And yet…

What’s really interesting about Hong Kong is that there’s so much from a design standpoint, at all levels from the street to the higher end of the market. Because there’s such a mix…people from all over the world living and working here, it creates a unique end product offering a great experience simply by being here.

Appealing to the appetite for the things of the “other side” would seem to be good business, why not market more to Asian clients?

I’d like to capitalize on that, but between my product lines and writing commitments I can’t be here on a regular basis but I'd like to be eventually.There are great opportunities. I love it and have real roots out here because of the family; I’ve always loved how East meets West so uniquely in Hong Kong, unlike any other place on the planet. As a creative person you always want to go where you see there is a need, and certainly when I’m here in Hong Kong, I do see a need.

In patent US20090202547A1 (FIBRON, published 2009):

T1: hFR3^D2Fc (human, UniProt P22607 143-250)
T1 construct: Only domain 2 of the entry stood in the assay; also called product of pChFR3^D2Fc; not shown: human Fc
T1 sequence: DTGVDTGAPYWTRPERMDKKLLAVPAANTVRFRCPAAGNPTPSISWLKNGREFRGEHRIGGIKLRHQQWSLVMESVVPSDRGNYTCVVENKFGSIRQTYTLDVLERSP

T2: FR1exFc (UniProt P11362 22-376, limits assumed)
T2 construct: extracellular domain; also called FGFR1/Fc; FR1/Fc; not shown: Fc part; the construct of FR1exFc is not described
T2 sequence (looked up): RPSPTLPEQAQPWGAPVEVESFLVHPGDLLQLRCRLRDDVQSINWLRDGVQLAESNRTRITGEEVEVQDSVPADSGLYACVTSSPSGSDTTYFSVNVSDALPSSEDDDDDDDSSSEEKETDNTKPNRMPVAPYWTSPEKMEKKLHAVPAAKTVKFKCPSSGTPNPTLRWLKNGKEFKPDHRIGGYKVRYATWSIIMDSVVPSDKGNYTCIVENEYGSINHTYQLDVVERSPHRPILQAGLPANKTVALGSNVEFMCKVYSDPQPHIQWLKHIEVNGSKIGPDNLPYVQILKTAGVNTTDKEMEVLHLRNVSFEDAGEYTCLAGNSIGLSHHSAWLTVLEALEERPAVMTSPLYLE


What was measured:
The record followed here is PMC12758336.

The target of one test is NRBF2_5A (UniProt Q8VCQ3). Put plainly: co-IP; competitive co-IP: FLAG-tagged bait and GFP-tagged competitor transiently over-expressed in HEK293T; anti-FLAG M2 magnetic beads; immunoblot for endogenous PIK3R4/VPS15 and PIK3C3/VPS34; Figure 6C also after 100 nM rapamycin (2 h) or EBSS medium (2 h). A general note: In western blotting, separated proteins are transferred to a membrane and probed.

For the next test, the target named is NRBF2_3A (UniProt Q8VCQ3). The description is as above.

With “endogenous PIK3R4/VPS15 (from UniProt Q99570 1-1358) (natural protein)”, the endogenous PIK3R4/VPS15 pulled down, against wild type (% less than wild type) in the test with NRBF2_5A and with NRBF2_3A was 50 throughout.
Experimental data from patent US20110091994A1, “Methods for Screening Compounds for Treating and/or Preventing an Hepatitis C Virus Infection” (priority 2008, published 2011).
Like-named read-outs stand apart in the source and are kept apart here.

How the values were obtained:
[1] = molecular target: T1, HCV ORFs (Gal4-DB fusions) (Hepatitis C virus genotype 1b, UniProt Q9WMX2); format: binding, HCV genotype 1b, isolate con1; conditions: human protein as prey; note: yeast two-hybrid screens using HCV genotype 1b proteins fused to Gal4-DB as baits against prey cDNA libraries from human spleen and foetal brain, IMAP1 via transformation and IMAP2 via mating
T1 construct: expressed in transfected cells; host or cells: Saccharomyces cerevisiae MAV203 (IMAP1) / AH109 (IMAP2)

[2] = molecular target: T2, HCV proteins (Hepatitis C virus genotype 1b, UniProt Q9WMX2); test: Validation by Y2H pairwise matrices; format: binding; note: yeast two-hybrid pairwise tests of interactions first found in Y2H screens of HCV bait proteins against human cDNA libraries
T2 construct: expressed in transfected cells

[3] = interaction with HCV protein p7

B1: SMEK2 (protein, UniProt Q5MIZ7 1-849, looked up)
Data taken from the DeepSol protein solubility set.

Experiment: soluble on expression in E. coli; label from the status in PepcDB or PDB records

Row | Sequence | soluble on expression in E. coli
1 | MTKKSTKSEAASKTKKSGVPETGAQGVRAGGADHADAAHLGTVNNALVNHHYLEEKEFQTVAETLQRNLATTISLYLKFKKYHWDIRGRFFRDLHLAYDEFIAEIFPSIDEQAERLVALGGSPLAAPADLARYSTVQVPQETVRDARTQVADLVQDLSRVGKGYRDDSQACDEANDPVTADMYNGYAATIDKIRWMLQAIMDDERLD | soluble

How about the décor in your own home?

I travel a lot and find great value in layering my home with things which have had the human hand involved. I’ve noticed a decline in the quality of handicrafts and work, but there are still fine examples of carving, stitching, embroidery, painting and anything out there that you can call a true craft. It’s not something unique to Asia. It’s a global problem as more people are engaged in technology and less interested in traditional home décor.  Fewer craftsmen are practicing in the global marketplace and there is a huge surge of people paying for antique items that showcase old skill sets.  It’s appreciated and few people know how to make such items.